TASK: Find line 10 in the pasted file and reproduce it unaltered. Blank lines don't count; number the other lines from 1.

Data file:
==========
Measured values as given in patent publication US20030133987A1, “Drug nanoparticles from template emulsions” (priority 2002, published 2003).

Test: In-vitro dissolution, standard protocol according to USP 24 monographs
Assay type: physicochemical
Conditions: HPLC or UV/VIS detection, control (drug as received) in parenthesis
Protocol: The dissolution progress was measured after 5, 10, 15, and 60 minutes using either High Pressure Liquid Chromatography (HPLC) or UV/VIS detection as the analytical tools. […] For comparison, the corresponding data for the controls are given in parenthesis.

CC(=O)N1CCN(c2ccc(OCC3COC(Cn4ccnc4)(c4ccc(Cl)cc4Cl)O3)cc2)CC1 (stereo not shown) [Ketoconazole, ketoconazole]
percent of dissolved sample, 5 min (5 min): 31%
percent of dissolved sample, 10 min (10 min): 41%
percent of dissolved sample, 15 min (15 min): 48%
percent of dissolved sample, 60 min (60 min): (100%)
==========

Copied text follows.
percent of dissolved sample, 60 min (60 min): (100%)